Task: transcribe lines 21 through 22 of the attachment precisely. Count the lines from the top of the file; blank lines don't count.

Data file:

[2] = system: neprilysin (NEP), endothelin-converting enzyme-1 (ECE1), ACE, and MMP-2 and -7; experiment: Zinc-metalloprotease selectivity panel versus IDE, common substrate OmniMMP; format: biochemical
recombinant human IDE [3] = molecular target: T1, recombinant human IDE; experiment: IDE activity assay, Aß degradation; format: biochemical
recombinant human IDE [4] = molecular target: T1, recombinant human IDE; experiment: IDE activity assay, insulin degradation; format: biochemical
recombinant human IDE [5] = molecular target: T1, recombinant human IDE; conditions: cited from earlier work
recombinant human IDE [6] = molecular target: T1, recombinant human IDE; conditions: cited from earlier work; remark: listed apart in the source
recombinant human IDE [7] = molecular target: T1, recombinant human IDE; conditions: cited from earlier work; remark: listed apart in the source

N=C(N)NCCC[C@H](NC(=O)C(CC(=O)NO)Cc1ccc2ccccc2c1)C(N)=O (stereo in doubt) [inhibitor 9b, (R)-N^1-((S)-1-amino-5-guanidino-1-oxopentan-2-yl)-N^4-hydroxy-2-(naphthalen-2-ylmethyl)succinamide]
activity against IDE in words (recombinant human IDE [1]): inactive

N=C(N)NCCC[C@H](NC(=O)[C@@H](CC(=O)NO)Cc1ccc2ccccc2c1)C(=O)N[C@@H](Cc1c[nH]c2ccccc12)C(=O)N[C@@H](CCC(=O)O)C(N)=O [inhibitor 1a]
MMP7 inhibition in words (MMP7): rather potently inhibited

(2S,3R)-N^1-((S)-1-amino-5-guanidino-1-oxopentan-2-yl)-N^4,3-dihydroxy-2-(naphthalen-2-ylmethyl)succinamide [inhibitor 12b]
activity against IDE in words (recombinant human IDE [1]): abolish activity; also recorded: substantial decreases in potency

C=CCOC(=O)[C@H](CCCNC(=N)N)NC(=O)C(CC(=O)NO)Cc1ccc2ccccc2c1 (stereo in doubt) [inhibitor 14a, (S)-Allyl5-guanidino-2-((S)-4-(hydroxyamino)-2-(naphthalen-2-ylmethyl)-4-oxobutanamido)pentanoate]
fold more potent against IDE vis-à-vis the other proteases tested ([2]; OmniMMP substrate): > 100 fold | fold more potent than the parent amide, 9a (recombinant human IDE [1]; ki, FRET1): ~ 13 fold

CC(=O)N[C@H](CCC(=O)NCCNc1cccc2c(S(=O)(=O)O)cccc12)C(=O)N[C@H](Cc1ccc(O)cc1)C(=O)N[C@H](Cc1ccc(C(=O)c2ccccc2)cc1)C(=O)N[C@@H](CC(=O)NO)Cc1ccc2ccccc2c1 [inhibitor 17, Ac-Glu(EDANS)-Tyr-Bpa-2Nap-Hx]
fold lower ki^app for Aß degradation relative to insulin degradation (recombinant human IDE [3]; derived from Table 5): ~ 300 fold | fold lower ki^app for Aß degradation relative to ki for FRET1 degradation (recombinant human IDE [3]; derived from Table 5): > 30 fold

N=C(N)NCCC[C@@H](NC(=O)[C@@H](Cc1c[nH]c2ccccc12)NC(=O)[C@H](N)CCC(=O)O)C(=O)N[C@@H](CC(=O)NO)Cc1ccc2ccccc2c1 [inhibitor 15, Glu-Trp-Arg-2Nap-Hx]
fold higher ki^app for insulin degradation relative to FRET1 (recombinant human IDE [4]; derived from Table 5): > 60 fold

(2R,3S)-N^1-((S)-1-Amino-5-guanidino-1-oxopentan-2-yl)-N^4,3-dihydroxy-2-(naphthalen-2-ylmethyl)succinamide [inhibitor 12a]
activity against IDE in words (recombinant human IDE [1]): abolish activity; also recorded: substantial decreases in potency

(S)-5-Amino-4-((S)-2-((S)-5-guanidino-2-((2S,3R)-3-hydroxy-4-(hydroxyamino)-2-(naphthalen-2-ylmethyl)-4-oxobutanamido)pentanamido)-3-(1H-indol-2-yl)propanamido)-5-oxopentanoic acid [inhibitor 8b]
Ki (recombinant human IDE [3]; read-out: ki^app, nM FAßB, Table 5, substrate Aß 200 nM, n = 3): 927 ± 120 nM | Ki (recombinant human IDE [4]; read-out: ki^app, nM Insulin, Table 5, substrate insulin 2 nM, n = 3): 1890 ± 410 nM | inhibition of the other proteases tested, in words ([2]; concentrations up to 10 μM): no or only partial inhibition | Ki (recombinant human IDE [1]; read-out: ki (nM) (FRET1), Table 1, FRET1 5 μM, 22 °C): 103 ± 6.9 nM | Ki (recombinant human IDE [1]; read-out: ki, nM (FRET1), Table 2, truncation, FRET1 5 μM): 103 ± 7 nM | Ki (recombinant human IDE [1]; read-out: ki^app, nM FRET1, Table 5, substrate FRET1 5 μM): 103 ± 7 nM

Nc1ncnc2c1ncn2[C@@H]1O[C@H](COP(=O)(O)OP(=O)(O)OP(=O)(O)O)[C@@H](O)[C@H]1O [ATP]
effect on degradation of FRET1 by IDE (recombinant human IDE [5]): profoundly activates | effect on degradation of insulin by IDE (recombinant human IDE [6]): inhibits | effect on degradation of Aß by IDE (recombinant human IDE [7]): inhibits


(S)-5-Amino-4-((S)-2-((S)-5-guanidino-2-((2S,3R)-3-hydroxy-4-(hydroxyamino)-2-(naphthalen-2-ylmethyl)-4-oxobutanamido)pentanamido)-3-(1H-indol-2-yl)propanamido)-5-oxopentanoic acid [inhibitor 8b]
Ki (recombinant human IDE [3]; read-out: ki^app, nM FAßB, Table 5, substrate Aß 200 nM, n = 3): 927 ± 120 nM | Ki (recombinant human IDE [4]; read-out: ki^app, nM Insulin, Table 5, substrate insulin 2 nM, n = 3): 1890 ± 410 nM | inhibition of the other proteases tested, in words ([2]; concentrations up to 10 μM): no or only partial inhibition | Ki (recombinant human IDE [1]; read-out: ki (nM) (FRET1), Table 1, FRET1 5 μM, 22 °C): 103 ± 6.9 nM | Ki (recombinant human IDE [1]; read-out: ki, nM (FRET1), Table 2, truncation, FRET1 5 μM): 103 ± 7 nM | Ki (recombinant human IDE [1]; read-out: ki^app, nM FRET1, Table 5, substrate FRET1 5 μM): 103 ± 7 nM